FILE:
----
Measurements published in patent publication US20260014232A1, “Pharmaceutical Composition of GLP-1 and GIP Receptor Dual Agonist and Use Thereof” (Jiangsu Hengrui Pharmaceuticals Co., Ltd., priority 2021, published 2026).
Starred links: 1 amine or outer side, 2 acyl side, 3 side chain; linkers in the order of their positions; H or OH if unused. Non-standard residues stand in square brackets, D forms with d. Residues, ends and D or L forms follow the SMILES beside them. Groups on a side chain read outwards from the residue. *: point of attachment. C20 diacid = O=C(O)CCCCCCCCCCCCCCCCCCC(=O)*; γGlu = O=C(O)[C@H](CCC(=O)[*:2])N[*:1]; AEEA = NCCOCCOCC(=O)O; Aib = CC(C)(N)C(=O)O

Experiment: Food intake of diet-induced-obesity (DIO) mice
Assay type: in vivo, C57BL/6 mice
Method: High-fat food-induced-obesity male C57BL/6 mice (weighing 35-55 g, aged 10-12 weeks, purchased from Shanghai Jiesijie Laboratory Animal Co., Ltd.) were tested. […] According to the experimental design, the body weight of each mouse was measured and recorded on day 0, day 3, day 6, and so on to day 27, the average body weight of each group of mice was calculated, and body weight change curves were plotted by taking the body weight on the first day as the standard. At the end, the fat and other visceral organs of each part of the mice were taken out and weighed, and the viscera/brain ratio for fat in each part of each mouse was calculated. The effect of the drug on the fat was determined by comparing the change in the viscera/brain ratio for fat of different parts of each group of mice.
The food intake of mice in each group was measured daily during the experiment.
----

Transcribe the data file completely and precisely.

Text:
Measurements published in patent publication US20260014232A1, “Pharmaceutical Composition of GLP-1 and GIP Receptor Dual Agonist and Use Thereof” (Jiangsu Hengrui Pharmaceuticals Co., Ltd., priority 2021, published 2026).
Starred links: 1 amine or outer side, 2 acyl side, 3 side chain; linkers in the order of their positions; H or OH if unused. Non-standard residues stand in square brackets, D forms with d. Residues, ends and D or L forms follow the SMILES beside them. Groups on a side chain read outwards from the residue. *: point of attachment. C20 diacid = O=C(O)CCCCCCCCCCCCCCCCCCC(=O)*; γGlu = O=C(O)[C@H](CCC(=O)[*:2])N[*:1]; AEEA = NCCOCCOCC(=O)O; Aib = CC(C)(N)C(=O)O

Experiment: Food intake of diet-induced-obesity (DIO) mice
Assay type: in vivo, C57BL/6 mice
Method: High-fat food-induced-obesity male C57BL/6 mice (weighing 35-55 g, aged 10-12 weeks, purchased from Shanghai Jiesijie Laboratory Animal Co., Ltd.) were tested. […] According to the experimental design, the body weight of each mouse was measured and recorded on day 0, day 3, day 6, and so on to day 27, the average body weight of each group of mice was calculated, and body weight change curves were plotted by taking the body weight on the first day as the standard. At the end, the fat and other visceral organs of each part of the mice were taken out and weighed, and the viscera/brain ratio for fat in each part of each mouse was calculated. The effect of the drug on the fat was determined by comparing the change in the viscera/brain ratio for fat of different parts of each group of mice.
The food intake of mice in each group was measured daily during the experiment.